Man Sentenced To Life In Prison Reveals How The Service Dogs He Now Trains Gave Him A Second Chance

A man convicted of murder was freed from prison and owes his rehabilitation to working with service dogs.

Man, Bradley 'Woody' Arrowood reforming his life with training service dogs martinplkang | Canva,  @Thedavidbegnaud | TikTok, arrowcustomdogtraining

David Benguad, TikTok creator and the lead national correspondent for CBS Mornings, recently shared an unexpected story about a man who found redemption through service dogs.

The man in question, Bradley "Woody" Arrowood, served 25 years of a life sentence for murder before being granted the opportunity to plead his case for freedom. His journey from inmate to dog trainer provides a fascinating perspective on rehabilitation and second chances.


A man sentenced to life in prison reveals how the service dogs he now trains gave him a second chance.

In Benguad's video, he recounted the moment Arrowood first entered his home to train his dog.



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"I hired a man at my front door to train my dog. But when he walked into my house, he said, 'Before we go any further, I have something to tell you. I killed a man. I was sentenced to life in prison, but I got out after serving 25 years because I got a second chance.' I thought, 'Well, what the hell are you supposed to say to that? He's in my house. What am I gonna do, kick him out?'" Bengaud said.

Shocked by this revelation but intrigued by Arrowood's story, Benguad didn't kick him out of his home and instead asked for more details about his life and the crime.

Arrowood confessed that at age 23, he lured another man into his house and ended that individual's life in an incredibly gruesome manner. Convicted of this violent crime in California courts, Arrowood was given no chance of parole until Governor Jerry Brown gave hundreds of inmates like him the opportunity to request commutation of their sentences.

Despite opposition from district attorneys calling him an "unreasonable risk," Arrowood stood before the parole board as more than just a former convict; he had transformed himself over those two decades behind bars. 


He became "a college graduate... saving dogs' lives who were slated for death." He had taken anger management classes, worked in law libraries, tutored other inmates, and trained service dogs — all while having no hope or expectation of release.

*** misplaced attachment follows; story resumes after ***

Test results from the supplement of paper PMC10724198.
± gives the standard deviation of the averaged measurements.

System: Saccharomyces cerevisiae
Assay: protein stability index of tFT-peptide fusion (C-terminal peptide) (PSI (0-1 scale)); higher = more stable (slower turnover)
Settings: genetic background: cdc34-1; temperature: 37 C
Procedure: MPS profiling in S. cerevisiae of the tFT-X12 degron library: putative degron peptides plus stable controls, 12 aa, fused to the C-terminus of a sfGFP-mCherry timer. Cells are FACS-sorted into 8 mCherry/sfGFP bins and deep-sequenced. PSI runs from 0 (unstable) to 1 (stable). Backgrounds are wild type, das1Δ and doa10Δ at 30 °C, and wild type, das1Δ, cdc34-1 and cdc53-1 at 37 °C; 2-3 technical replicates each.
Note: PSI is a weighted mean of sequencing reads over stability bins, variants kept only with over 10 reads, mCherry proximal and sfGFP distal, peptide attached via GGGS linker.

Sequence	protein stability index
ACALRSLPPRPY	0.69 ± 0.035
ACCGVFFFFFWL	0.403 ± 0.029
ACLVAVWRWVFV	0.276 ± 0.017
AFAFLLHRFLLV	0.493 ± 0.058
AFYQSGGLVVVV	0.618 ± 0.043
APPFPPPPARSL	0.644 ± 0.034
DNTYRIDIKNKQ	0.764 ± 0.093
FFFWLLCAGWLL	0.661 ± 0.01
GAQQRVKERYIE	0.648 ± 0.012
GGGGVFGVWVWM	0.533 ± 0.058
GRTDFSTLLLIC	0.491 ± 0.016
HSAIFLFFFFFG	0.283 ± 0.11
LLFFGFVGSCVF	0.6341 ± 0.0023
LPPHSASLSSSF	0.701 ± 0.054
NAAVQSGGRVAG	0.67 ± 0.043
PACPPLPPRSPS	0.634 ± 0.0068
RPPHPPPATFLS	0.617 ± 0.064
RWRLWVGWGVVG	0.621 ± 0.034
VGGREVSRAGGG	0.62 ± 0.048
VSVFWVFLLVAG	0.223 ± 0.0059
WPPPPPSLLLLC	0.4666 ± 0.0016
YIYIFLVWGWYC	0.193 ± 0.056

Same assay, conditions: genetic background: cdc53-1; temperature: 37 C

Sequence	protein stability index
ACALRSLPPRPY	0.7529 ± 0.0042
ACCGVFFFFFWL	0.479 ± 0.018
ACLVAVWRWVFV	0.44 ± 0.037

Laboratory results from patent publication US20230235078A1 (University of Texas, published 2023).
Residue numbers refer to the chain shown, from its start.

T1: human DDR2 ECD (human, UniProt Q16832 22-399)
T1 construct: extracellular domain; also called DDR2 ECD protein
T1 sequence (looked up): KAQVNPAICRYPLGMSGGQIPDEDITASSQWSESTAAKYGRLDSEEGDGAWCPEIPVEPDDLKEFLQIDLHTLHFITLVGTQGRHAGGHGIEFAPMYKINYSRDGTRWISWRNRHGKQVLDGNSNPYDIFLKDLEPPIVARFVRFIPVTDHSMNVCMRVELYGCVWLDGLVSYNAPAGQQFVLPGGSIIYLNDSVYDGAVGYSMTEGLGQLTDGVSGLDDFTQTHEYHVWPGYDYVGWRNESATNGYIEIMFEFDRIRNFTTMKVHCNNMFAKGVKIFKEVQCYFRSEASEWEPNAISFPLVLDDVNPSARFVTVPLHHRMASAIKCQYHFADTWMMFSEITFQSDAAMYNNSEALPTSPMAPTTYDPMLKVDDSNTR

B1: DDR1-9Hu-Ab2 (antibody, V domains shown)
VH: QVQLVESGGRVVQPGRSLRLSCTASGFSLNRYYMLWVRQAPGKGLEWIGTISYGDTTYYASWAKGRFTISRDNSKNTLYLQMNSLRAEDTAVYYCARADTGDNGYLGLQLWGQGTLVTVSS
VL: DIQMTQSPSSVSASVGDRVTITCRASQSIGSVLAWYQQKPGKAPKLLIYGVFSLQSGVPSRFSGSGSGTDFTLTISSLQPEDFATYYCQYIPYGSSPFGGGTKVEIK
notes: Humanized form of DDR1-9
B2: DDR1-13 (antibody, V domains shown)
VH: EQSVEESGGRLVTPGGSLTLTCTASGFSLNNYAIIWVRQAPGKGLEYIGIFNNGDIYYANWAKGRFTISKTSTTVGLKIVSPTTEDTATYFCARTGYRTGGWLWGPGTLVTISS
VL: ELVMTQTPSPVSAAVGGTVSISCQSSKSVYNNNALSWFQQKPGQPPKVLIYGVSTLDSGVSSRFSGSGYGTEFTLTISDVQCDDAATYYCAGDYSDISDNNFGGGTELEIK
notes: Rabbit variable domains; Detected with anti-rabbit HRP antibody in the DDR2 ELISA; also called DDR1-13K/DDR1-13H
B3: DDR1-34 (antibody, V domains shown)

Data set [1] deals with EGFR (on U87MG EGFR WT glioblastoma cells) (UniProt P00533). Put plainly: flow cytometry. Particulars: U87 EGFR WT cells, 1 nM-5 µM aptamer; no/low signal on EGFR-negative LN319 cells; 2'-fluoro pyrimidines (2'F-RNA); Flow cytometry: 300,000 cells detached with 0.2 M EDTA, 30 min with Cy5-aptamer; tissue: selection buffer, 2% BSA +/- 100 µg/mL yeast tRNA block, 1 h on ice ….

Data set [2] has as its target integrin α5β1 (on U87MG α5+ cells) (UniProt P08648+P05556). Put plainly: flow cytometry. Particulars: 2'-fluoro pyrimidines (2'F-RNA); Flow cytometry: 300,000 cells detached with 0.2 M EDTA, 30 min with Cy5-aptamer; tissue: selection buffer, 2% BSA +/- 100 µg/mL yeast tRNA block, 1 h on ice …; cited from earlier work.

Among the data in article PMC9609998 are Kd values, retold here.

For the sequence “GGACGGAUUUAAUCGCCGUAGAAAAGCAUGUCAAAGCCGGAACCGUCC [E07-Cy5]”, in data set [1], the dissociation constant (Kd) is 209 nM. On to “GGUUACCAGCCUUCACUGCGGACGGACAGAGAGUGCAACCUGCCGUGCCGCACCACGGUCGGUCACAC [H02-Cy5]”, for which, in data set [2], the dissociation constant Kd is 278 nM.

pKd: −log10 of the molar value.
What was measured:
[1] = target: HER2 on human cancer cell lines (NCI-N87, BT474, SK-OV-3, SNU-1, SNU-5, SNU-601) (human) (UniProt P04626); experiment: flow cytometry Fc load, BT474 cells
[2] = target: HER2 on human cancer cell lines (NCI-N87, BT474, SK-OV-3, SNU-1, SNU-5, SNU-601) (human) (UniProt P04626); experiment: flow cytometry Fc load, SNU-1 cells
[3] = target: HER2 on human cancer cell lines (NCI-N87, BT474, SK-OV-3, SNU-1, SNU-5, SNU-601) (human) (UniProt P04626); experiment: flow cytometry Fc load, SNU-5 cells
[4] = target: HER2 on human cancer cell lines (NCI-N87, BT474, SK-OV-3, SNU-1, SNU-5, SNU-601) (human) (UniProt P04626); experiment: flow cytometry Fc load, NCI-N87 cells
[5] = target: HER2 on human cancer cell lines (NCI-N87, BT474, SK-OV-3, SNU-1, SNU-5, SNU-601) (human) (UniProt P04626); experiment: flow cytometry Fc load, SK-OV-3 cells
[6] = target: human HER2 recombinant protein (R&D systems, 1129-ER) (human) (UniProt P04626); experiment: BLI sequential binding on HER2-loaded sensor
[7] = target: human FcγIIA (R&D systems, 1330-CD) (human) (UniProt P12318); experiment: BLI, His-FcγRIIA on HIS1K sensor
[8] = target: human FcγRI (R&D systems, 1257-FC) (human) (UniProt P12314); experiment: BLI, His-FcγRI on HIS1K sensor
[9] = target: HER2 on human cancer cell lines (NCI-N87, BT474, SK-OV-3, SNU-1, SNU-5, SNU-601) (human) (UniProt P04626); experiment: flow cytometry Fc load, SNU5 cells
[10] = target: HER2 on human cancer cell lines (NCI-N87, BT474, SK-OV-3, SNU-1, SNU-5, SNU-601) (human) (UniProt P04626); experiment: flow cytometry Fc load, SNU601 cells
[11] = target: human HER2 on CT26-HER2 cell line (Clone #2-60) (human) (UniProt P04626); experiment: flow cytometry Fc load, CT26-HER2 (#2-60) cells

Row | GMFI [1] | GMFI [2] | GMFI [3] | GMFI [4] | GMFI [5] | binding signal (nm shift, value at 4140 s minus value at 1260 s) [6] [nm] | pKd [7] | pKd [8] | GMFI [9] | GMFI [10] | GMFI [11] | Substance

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The parole board took notice of these efforts and deemed Arrowood rehabilitated. His release was due largely to his proactive attitude toward self-improvement, even when seemingly without hope. 

"By the way, the victim's family was invited to the parole hearing. They could have spoken and asked that he not be released, but the victim's family did not show up," Bengaud said.


Upon release from prison after over two decades inside, Arrowood didn't merely return back to society; instead, he made tangible contributions towards it.

He is continuing what initially started behind prison bars: training service dogs via Arrowood Custom Dog Training, which is now providing employment opportunities for other ex-convicts as well.

Benguad narrates how Arrowood credits these animals with saving him long before he ever trained them.

"He told me, 'David, the dogs actually saved my life,'" he said.

It has been five years since Arrowood walked out free from prison doors, yet he continues giving back significantly to society while reconnecting with lost family, like meeting the daughter who was born while he was serving time, as well as a grandchild. He even got to meet the man who freed him: former Governor Jerry Brown.


"I remember him saying he'd love the opportunity to thank Jerry Brown, so I took him to see him. Woody got to meet Jerry Brown and thank him," Bengaud said.

Arrowood's story proves that people can reform themselves even under dire circumstances. All they need is to be provided the right opportunities and support, whether it be through implementing laws enabling potential early releases or through prison programs that build skills and empathy.

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Ethan Cotler is a writer and frequent contributor to YourTango living in Boston. His writing covers entertainment, news, and human interest stories.